Hospital downgrade fears

Views diverge sharply about whether Dunedin Hospital should become a lower-grade hospital, or should try to hold on to its existing status, feedback on a new Southern District Health Board strategic plan indicates.

Part of the planning process for a new clinical services building at Dunedin Hospital, the strategy has been tweaked after consultation, and is before a health board committee in Invercargill today for approval.

Submitters were ''highly polarised'' on the question of centralising some highly specialised services in Christchurch.

Some felt it made ''good financial sense and were comfortable with SDHB hospitals becoming secondary facilities'', a consultation report said.

Others would resist the move, and feared the flow-on effect for the Dunedin School of Medicine.

A submission from the University of Otago said a suggestion more patients could be sent to Christchurch and Auckland was ''concerning'' and needed to be clarified.

''Many of our joint clinical staff have expertise in sub-specialty areas and we see strong potential for Dunedin Hospital to act as a regional referral hospital for some sub-specialty areas.''

The ''tension identified'' on specialist services meant striking a balance, the report said.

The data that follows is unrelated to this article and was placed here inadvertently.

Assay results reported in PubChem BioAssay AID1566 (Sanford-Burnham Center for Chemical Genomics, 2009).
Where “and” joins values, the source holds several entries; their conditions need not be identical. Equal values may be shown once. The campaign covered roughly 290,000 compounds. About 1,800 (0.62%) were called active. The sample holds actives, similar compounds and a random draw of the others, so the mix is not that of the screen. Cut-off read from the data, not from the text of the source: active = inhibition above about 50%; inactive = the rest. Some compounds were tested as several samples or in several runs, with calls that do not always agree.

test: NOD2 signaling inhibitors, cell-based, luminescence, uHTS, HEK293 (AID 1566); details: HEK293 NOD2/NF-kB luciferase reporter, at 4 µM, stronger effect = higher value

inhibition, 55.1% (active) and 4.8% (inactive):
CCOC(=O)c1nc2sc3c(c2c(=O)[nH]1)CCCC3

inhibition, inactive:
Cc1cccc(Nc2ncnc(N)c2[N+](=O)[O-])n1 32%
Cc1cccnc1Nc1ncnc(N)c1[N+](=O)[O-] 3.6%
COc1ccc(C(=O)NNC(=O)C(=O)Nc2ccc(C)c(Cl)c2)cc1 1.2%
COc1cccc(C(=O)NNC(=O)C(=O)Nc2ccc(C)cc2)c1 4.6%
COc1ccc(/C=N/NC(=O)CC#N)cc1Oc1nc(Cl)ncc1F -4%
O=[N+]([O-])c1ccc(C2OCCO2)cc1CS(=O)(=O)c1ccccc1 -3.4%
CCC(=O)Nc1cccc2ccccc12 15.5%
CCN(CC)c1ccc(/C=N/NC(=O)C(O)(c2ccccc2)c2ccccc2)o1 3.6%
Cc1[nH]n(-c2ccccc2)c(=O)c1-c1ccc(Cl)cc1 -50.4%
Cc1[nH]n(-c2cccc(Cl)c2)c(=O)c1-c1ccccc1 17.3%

''While the DHB and Otago University have complementary and mutually supportive aspects, it is important to recognise that they are separate organisations with differing functions, objectives, demands and governance.''

Because of the lack of detail and ambiguous language, the extent of a potential change for Dunedin Hospital is unclear.

Many people felt they could not give meaningful feedback because of the plan's unhelpful use of dense health jargon.

Complaints about not understanding it were among an ''overwhelming'' number of references to language, the summary report said.

''Many expressed scepticism that the consultation was meaningful, or that the plan would be implemented.

''However, positive comments were made! Many thought the plan was a good start, and congratulate the SDHB on its delivery.''

All up, the plan attracted more than 900 comments and responses, including 93 written submissions.

Most were comments gathered at community meetings; more than 200 were from an online survey.

Other issues canvassed included the role of rural hospitals, making use of the primary care system, and the population-based funding model.

If approved by the community and public health committee, the plan will go to the full board for sign-off next month.


Southern strategic health plan

• More than 900 written submissions and comments received.

• Polarised views in the South about future role of Dunedin Hospital.

• Some comfortable with downgrade of Dunedin Hospital and more services centralised in Christchurch.

• Plan approval essential part of planning Dunedin Hospital rebuild.

• Submitters criticise lack of clear language in plan.

• If approved by committee, full board will consider sign-off next month


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